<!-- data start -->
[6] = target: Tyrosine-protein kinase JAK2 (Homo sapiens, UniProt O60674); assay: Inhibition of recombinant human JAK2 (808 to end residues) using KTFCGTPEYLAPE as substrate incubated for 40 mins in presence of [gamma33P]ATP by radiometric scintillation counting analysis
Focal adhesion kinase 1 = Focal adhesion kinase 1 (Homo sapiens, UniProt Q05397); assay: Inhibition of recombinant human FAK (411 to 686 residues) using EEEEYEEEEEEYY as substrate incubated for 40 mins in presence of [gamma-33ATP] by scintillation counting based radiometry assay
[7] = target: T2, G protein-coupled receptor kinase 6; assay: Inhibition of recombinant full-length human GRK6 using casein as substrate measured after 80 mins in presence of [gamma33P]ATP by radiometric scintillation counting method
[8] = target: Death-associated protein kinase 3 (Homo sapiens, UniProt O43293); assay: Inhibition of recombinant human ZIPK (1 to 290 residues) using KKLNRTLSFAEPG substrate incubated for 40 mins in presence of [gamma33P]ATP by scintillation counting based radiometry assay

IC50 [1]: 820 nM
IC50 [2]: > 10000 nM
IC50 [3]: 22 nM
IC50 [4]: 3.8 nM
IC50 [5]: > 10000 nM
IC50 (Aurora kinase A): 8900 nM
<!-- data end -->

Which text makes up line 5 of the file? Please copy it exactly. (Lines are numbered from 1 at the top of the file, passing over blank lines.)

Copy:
IC50 [1]: 820 nM